Conclusion

Please don't take any of this the wrong way. I am certainly not condoning any behaviors that we can all agree are unsafe. I simply need you to understand that tree work is not about safety. It's about work. Of course we strive for safety in the execution of our work, but the reason that we come to work is not to "be safe". Learn the rules of the game. Learn how to get the work done in the best and safest way possible. Just don't be delusional about why we do what we do. Going back to our driving analogy, we could argue on the interwebs about what is "safer-er" all day long, but arguing does not get us from point A to point B... driving does.



Climb high, Work smart, Read more. Oh, also, be safe (seriously).

- TreeMuggs
 
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FreeFallin

Well-Known Member
#2
Great writing, it is an entertaining and thought provoking read.

So I am wondering if there is a baseline of things we can agree are "unsafe". Like using your neck as a lanyard attachment point. And then say - as climbers it is our responsibility to continually learn as many different "reasonably safe" ways to perform the job, and then in each situation balance speed and effectiveness while choosing the safest method we have learned so far.

I don't know just playing with ideas.
 

treehumper

Well-Known Member
#3
This is just so much rationalizing that good enough is fine. Your analogy, seatbelts, airbags, etc... all modern steps taken to make driving safer developed because what was didn't make things safe enough. Now, is that safe enough? Since people still die due to preventable causes then the answer is no. That's what has led to things like back up cameras, blindspot warning, ABS, autonomous driving.... Imagine if the airline industry thought this way?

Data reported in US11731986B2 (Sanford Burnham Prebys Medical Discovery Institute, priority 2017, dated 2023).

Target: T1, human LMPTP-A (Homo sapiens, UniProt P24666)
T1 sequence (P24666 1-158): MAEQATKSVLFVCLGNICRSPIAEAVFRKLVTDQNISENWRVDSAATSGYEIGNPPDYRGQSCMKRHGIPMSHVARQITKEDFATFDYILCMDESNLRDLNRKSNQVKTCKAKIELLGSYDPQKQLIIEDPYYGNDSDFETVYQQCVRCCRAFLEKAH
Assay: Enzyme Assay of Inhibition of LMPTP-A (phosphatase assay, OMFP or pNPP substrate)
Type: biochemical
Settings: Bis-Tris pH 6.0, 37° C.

The notion that I go to work to get shit done... uhhhhh... No, I go to work to earn a living... as in what I do after work. So, going to work is a means to an end not the end itself. If I can get this shit done in a way that better assures I go home to that life alive and whole then that is the way to go. As in all things, are we at the pinnacle of understanding and knowledge or, is what we know today good enough for all the tomorrows to come?

So despite your essay, the answer is no we are not safe enough. It's like doing your best. It's only your best today, tomorrow you can do better. What that means is a whole host of measures not just one narrowly focused on production. The funny thing is that when we add more dimensions to our work then we increase the value of that work and thus the earnings we can derive from it. The job then becomes matching that value to clients who share that value and will thus pay the price for it.

Without getting into the other dimensions, here's why our clients will pay for safer and safer-er: they don't value people dying or being severely injured on their property. Their lawyers and insurers will tell them the same thing.

Safety police are not so idealistic to think that we can make this job absolutely safe. Yes, living is inherently risky but we apply our learning, knowledge, experience, and foresight collectively to derive current baselines of safe enough. In our industry, we agree as to what is unsafe and create a set of rules, some as shalls others as shoulds, and that's the Z-133. It is a continually developing document, build on what has gone on before and what we can see coming. Those are a pretty good set of rules for our game today. It forms the basis of training for the workforce in the aspect of how to work in a way that reduces the risk of not getting shit done. Tomorrow is another day, with new parameters and new tools that we can apply to our jobs that make us more productive and safer.